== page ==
I started this post on 9/11 and have been struggling crystallizing my thoughts into a cohesive post. Today is the eve of the anniversary of Sandy Hook, and I am determined to finish and post it. I am not sure that it will meet my standards of cohesion, but I decided that I don’t really care. For me, these two events, 911 and Sandy Hook, have touched my the depths of my heart and soul in ways that are impossible to describe. As a result, cohesion is not important to me at the moment. What is important for me is to use my writing to cope with my feelings, and to help me do something about them. And to hopefully inspire someone else out there to do something too.
There is something about this time of year that is so stressful. So many of us make ourselves insane trying to do EVERYTHING to make the holidays incredible. We put an incredible amount of pressure on ourselves to be happy, to make everyone around us happy, to be productive, to be excellent in every aspect of our lives at work and home.
Maybe there is also something about this time in our lives overall. Many of my friends are balancing having their first or second children, contemplating having children, advancing their careers, and/or dealing with illnesses and loss. I suppose it’s mid life crisis time for a lot of us. I seem to have conversation after conversation with friends about the realization that life is hard, and how it gets harder to pause, to be present with ourselves and the people around us. Harder to take care of ourselves. Harder to put ourselves first. Harder to have hope for the future. Harder to stop and find meaning and purpose amidst the busyness, stress and chaos in our lives.
We set ourselves up to fail with the notion of having it all – whatever that even means these days. But this is not a post about Sheryl Sandberg or the debate her book ensued. This post is about how the deep sadness of Sandy Hook and 911 make me pause in a way that no other events in my lifetime have done.
So I am sitting here on my couch, reflecting on what I want to share. And it’s this. It’s the same thing I have said to my friends in these deep conversations, and to myself when I am present enough to pause and catch myself: You are not crazy. What you are feeling is completely normal and legitimate. Don’t listen when people tell you to “stop feeling” a certain way. That’s impossible. How do you stop a feeling? Stuffing feelings is like playing Whack-a-Mole – a “stuffed” feeling pops up in other places over and over again until they are dealt with. The best thing you can do for yourself is to take care of yourself.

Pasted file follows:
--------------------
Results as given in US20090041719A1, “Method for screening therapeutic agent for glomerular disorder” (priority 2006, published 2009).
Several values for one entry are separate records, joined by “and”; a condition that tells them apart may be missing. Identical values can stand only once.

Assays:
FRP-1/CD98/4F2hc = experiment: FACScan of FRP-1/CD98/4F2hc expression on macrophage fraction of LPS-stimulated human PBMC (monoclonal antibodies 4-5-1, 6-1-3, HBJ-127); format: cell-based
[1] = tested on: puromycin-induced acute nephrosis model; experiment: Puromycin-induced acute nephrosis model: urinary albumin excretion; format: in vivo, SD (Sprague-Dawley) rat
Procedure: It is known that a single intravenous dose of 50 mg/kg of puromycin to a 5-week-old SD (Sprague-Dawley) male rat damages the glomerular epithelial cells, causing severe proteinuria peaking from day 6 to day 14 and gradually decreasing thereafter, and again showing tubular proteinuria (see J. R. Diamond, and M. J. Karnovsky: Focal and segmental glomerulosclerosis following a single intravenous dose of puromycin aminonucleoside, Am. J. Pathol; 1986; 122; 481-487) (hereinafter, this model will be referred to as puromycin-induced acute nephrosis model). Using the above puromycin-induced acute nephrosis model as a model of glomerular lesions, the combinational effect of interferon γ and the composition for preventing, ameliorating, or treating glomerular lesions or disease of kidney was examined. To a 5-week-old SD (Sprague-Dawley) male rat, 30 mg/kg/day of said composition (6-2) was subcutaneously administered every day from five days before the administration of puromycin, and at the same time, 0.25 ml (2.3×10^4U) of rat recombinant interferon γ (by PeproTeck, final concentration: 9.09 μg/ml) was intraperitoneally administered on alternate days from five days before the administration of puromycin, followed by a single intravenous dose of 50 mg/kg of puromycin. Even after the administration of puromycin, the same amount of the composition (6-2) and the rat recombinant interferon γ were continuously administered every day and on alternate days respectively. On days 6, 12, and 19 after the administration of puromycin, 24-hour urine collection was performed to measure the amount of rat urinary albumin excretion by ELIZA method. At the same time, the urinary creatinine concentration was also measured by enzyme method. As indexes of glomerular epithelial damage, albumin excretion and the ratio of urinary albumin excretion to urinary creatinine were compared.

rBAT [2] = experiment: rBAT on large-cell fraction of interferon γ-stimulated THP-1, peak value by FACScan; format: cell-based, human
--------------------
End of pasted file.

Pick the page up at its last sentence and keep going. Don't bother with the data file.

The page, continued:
I have written these words before – but I am writing it again because I feel it’s a universal truth worth repeating over and over again. Self care is not selfish. It is essential. It’s the key to my peace, my sanity and my hope for my present and future. I didn’t really know how to do this until I got help for myself a few years ago. My coach Sherry has taught me to create an achievable goal for each area of my life. This is my most recent list from this week:
- Emotional: Take time to journal this week about what is happening in my life.
- Physical: Get a massage.
- Mental: Finish reading my most recent book purchase, “Selling with a Noble Purpose” and execute on my business plans at work for 2014.
- Spiritual: Perform an “Act of Kindness” on the Sandy Hook Anniversary this Saturday with my mom by sponsoring a family in need for the holidays.
- Relational: Bring my Grandma’s homemade soup to my friend who just had a beautiful baby girl.
When I take the time to make my list and to complete them, it’s amazing how momentum builds. Don’t forget about wise Newton and the laws of motion. An object in motion stays in motion. An object at rest stays at rest.
So – do something to take care of yourself today, and better yet – do 5 things in each of those areas to really practice self care. And ask for help if you need it because you are not alone!
“We need to give up on what no longer works and find new ways of being that keeps us close to what matters.”